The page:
To the Viennese civil servant Franz Rettich (1768-1818), who was to help Beethoven send urgently needed scores to Graz for a charity concert on March 29th, only six days hence: - "Es dürften bis Morgen abend wohl sicher noch die 2 overturen folgen, und so wird Ihnen geholfen, jedoch mit der äußersten Anstrengung. Schreiben Sie nur gefälligst, daß man in Graz sicher alles erwartete erhalte, jedoch muß man sich im Voraus gefaßt machen zur Probe, da die Sachen mit dem Postwagen zwar nicht zu spät, aber doch auch nur eben zur rechten Zeit ankommen werden [...]" ("The two overtures ought quite certainly to follow by tomorrow evening, and so you shall be accommodated, but only thanks to the greatest exertions.

Just kindly write that everything expected in Graz will dependably be received, but everyone must prepare for the rehearsal in advance, as the things will arrive by stagecoach, not indeed too late, but still only just in time [...]"). - In summer 1811 Beethoven had met the civil servant and patron of Graz, Joseph von Varena (1769-1843), who had persuaded the composer to support his charity concerts with music. Beethoven was enthusiastic and in late January 1812 promised Varena several pieces, including the overtures of "King Stephen" (op. 117) and "The Ruins of Athens" (op. 113), both of which were already intended for the inauguration of the German theatre in Pest on 9 February and were therefore in Hungary at the time of writing. Franz Rettich, secretary at the Superior Court of Justice in Vienna, was chosen to act as intermediary and messenger. (The father of the actor Karl Rettich, he had himself been a supporting actor at Vienna's court theatre between 1789 and 1797 before entering the civil service.) - In fact, the timing turned out to be extremely tight, as Beethoven's copyist Wenzel Schlemmer, the only man the composer would trust with the job, had fallen ill. In his present note to Rettich, Beethoven promises that the work will be finished in time, but warns that the orchestra in Graz will have very little opportunity to rehearse. Anxious to keep his word, Beethoven even forced Schlemmer to sign a declaration that he would complete the copies by March 26, noon - a pledge he would prove unable to keep. Ultimately, the copies were finished too late to go to Graz with Rettich by regular stagecoach and had to be sent by special courier, whom Rettich paid 21 guilders for the service, arriving at high noon on the day of the concert. The programme began at 6:30 that evening with a (very probably unrehearsed) performance of the "King Stephen" overture, but the overture from "The Ruins of Athens" had to be skipped. Still, the concert played an important role in making Beethoven known in Styria: "Varena, an ally from the very beginning, contributed much to that important first boost which launched a serious and lasting reception of Beethoven's works outside Vienna, enriching the musical life of Graz and amplifying with remarkable swiftness the structure of local concert programmes in the 19th century" (cf. Nemeth, p. 29). - Traces of original vertical and horizontals folds; in excellent condition. On the verso, Rettich has certified the receipt: "This message was written to me and I received it on March 23.".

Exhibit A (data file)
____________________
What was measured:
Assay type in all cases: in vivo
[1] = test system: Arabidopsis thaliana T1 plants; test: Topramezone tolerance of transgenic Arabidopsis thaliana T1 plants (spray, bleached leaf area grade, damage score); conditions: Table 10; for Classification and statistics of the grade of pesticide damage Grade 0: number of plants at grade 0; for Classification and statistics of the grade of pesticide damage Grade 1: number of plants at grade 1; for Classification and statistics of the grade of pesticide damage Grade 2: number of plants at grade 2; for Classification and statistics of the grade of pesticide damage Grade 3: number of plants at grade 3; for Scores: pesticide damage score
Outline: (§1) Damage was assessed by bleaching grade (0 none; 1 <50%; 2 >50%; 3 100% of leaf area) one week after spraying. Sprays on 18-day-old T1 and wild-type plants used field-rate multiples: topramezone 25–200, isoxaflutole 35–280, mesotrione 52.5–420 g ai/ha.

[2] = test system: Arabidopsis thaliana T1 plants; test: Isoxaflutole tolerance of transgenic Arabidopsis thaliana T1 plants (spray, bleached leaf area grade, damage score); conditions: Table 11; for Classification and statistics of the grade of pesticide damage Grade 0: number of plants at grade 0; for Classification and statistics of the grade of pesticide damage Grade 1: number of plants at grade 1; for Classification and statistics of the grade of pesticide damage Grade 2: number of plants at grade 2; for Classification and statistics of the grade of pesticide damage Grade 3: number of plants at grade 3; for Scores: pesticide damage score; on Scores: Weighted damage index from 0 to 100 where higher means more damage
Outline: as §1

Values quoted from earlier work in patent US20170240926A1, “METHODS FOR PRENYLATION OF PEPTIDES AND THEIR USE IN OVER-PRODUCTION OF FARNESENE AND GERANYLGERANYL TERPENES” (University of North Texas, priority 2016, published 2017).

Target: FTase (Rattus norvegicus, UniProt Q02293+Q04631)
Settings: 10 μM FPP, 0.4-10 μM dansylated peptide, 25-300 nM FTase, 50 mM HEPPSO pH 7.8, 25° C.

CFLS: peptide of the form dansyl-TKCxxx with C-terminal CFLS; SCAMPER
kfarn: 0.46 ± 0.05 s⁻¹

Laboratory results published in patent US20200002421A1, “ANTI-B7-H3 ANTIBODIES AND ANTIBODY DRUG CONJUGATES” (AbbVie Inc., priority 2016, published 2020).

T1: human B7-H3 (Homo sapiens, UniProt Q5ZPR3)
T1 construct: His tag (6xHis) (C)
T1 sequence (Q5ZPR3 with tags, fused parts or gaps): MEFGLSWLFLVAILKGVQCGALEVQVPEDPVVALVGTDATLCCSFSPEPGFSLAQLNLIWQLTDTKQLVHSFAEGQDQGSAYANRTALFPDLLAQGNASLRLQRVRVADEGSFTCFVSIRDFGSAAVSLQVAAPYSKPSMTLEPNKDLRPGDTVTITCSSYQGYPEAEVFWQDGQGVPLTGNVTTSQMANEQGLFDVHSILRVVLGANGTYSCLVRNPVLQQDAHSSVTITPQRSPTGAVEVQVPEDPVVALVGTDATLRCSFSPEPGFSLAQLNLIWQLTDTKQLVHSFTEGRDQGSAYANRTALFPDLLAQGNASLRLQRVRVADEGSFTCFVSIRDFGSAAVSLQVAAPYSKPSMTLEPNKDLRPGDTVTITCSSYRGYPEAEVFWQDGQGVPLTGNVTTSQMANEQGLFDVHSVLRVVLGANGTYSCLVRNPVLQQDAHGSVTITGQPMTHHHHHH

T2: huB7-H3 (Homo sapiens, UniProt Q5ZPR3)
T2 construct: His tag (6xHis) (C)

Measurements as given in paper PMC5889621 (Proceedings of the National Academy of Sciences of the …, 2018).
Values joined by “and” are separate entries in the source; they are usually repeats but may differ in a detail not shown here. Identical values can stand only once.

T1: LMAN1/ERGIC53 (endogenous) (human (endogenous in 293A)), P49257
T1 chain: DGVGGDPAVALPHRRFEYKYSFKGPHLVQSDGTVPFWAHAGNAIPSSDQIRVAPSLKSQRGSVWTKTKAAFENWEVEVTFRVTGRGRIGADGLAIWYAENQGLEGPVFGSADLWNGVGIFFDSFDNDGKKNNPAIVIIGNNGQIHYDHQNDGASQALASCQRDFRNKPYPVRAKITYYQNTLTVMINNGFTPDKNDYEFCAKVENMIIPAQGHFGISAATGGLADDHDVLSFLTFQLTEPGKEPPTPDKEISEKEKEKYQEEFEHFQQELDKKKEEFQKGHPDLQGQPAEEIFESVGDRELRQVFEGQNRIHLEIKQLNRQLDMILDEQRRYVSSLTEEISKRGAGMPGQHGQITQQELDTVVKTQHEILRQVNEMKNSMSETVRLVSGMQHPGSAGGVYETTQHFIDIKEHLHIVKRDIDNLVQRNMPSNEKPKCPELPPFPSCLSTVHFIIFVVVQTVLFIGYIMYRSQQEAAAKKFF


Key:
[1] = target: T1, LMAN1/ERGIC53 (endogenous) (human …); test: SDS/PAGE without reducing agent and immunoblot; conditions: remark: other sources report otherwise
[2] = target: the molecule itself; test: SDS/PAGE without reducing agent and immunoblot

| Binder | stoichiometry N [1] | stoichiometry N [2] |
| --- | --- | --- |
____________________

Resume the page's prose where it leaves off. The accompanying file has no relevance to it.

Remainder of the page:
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[Beethoven, Ludwig van

Komponist (1770-1827)]. Anschlagplakat für Beethovens große musikalische Akademie am 2. Jänner 1814 im großen Redoutensaal. Einblattdruck. 1 S. Qu.-gr.-folio (406:483 mm).
$ 17,546 / 18.000 € (90236/BN59707)

Extrem seltener bzw. unikaler Aushangzettel. Für uns bibliographisch nicht nachweisbar. Am 31. Dezember 1813 hatte Beethoven im "Allgemeinen Intelligenzblatt zur Oesterreichisch-Kaiserlichen privilegirten Wiener Zeitung" (Nr. 209, 1317) unter dem Titel "Musikalische Akademie" folgende Anzeige veröffentlicht: "Der Wunsch zahlreicher, mir sehr verehrungswürdiger Freunde der Tonkunst, meine grosse Instrumental-Composition über Wellingtons Sieg bey Vittoria noch einmahl zu hören, macht es mir zur angenehmen Pflicht, dem schätzbaren Publikum hiermit anzukündigen, daß ich Sonntag den 2.

Januar, die Ehre haben werde, mit dem Beystande der vorzüglichsten Tonkünstler von Wien, besagte Composition, mit neuen Gesangstücken und Chören vermehrt, im k. k. Redouten-Saale, zu meinem Besten, aufzuführen". - Auf dem Programm standen: "Erstens: Die neue große Symphonie [d. i. die 7. oder 8. Sinfonie]. Zweytens: Ein neuer feyerlicher Einzugs-Marsch mit Chören [Marsch Nr. 1 in F-Dur, "Yorckscher Marsch"), Drittens: Eine noch nie gehörte Baß-Arie, mit Begleitung des Chors, aus der Oper: Die Ruinen von Athen, die Scene des Oberpriesters im Tempel der Musen, gesungen aus Gefälligkeit für den Conzertgeber von Herrn Weinmüller k. k. Hofkapell- und Kammersänger [d. i. Festspiel nach Kotzebue, op. 113, wohl die Arie des Hohepriesters, "Will unser Genius noch einen Wunsch gewähren"], Viertens: Eine große vollstimmige Instrumental-Composition, geschrieben auf Welllingtons Sieg in der Schlacht bey Vittoria [d. i. "Sinfonisches Schlachtengemälde", op. 91)". - Bei dem im Aushang erwähnten Sänger Weinmüller handelt es sich um den deutsch-österreichischen Baß und Theaterregisseur Carl Weinmüller, dessen vorzüglichste musikalische Tat darin bestand, daß er 1814 zusammen mit Ignaz Saal und Johann Michael Vogl Beethovens weitgehend vergessene Oper "Fidelio" für eine Benefizvorstellung wählte "und den Komponisten damit zu einer grundlegenden Überarbeitung des Werkes anregte. Diese dritte, endgültige Fassung kam am 23. Mai 1814 im Theater am Kärntnertor erstmals zur Aufführung" (Wikipedia). - Etwas fleckig und abgegriffen; gefaltet..